Liberal candidate Hollie Hughes "forfeited the opportunity" to benefit in any future recount of ballot papers by taking up a taxpayer-funded job, the High Court has found.
The court on Wednesday published its reasons for rejecting the special count that would have handed Ms Hughes the seat vacated by former minister Fiona Nash, who lost her job over her dual citizenship.
Ms Hughes was appointed to the Administrative Appeals Tribunal in June this year, resigning in October just 45 minutes after the court ruled on Ms Nash's case.
Section 44 of the constitution disqualifies from parliament anyone who holds an "office of profit under the Crown".
While the fact that Ms Hughes held an "office of profit under the Crown" was not disputed, at issue in the case was whether holding the office between July 1 and October 27 this year was enough to render Ms Hughes "incapable of being chosen".
The court found Ms Hughes' acceptance of the AAT job was "understandable".
"But it was a voluntary step which she took in circumstances where reference by the Senate to the Court of Disputed Returns of a question concerning whether a vacancy existed in the representation of New South Wales in the Senate by reason of the disqualification or lack of qualification of a senator who had been returned as elected was always a possibility," the judgment states.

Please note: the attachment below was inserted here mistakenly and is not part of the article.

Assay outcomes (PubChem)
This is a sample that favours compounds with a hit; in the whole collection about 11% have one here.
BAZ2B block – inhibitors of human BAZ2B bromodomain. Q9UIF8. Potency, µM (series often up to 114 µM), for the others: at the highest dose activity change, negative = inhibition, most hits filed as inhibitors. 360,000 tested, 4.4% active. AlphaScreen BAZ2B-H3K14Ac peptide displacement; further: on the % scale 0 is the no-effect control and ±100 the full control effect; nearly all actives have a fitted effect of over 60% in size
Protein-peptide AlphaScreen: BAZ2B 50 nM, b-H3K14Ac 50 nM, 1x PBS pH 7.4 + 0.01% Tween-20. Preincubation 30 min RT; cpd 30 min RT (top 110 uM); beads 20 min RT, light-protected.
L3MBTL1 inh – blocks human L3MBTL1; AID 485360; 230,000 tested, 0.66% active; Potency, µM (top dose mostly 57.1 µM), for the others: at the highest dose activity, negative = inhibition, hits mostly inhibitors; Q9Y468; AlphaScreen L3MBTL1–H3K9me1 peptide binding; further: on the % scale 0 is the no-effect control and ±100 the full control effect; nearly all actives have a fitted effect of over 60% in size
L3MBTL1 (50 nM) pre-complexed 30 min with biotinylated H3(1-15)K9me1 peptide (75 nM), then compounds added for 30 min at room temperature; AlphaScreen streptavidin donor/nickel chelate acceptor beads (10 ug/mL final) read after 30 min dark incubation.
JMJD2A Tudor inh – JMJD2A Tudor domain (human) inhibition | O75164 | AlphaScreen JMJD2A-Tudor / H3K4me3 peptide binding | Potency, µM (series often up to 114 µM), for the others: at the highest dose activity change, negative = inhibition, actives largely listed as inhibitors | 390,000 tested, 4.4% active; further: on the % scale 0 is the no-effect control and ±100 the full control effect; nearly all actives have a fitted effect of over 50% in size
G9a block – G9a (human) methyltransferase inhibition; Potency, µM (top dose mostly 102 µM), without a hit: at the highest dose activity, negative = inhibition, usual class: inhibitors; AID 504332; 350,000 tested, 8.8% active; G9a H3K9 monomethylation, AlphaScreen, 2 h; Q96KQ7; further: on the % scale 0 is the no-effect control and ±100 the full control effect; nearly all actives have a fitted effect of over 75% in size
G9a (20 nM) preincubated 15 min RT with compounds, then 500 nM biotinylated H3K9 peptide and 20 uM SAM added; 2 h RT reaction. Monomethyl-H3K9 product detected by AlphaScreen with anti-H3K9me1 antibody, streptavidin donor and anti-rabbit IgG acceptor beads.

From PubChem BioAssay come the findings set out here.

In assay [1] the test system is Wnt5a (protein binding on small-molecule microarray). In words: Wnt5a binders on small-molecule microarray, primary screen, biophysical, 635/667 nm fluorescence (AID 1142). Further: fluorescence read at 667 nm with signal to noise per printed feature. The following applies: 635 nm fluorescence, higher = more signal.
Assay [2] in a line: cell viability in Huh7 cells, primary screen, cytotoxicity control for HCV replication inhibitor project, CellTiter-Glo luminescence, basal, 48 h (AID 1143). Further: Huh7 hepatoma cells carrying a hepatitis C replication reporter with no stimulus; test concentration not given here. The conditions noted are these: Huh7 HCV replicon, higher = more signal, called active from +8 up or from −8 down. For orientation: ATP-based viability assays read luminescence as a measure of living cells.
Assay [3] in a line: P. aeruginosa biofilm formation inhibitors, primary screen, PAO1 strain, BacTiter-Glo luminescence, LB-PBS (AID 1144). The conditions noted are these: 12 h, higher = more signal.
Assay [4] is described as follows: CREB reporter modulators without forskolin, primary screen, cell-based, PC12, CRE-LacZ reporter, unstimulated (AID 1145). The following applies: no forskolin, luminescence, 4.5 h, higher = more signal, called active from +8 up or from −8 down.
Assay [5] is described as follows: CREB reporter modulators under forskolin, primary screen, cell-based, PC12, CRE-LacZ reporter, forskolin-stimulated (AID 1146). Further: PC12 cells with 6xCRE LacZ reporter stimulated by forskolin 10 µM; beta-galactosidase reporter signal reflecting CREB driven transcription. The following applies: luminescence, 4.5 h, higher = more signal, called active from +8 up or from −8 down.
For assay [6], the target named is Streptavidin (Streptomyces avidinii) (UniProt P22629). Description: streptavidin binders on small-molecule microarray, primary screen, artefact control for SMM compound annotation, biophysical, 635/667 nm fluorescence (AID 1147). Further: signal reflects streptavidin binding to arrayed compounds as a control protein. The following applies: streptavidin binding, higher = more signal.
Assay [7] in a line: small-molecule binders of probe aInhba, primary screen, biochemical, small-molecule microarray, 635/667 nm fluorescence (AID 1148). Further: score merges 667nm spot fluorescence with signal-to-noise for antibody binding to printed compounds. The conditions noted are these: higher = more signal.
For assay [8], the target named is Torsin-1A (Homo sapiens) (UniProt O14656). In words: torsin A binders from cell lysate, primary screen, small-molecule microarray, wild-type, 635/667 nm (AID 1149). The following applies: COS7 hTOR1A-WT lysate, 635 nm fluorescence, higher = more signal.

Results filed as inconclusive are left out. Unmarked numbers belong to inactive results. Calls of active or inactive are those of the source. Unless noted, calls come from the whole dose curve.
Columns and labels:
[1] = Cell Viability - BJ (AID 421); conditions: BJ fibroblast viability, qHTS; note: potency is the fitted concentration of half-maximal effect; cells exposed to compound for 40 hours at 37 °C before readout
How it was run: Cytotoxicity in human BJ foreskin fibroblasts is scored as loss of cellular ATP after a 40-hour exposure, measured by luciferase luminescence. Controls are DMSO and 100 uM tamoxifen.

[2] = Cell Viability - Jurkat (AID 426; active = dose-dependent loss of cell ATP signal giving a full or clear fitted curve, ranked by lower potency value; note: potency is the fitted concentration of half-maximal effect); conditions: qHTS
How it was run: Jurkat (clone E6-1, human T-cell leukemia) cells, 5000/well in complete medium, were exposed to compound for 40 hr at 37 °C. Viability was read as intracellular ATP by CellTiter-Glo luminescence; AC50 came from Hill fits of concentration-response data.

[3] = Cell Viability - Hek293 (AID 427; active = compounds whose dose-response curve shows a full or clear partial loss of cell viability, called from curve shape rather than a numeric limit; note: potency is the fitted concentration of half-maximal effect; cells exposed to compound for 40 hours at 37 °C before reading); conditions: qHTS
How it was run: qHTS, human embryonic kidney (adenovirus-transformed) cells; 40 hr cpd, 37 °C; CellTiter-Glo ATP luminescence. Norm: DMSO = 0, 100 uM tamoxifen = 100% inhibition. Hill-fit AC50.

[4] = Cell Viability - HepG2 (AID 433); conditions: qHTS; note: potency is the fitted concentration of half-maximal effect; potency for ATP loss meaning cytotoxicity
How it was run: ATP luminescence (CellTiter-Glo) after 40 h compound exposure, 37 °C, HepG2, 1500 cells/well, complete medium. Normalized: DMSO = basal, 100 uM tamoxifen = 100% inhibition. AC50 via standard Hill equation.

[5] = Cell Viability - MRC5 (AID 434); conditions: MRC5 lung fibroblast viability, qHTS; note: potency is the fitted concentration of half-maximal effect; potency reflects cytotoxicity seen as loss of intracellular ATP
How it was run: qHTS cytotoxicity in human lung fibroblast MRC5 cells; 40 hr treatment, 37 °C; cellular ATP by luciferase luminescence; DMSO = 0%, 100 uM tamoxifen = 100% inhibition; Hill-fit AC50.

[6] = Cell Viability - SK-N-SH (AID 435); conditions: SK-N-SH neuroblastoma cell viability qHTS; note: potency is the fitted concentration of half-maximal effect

"By choosing to accept the appointment for the future, Ms Hughes forfeited the opportunity to benefit in the future from any special count of the ballot papers that might be directed as a result of such a vacancy being found."
It is now up to the Commonwealth to file a summons seeking directions on how to fill the Senate position.
It is expected the next candidate on the NSW coalition Senate ticket for 2016, Jim Molan, will get the nod in another special count.
University of NSW constitutional law expert George Williams said it was a "strict reading" of the constitution.
"This will no doubt cause great inconvenience to such candidates, as they will be unable to, for example, take up any public service position, even say as a teacher or police officer," Prof Williams told AAP.
"It is another strong reason why section 44 should be changed."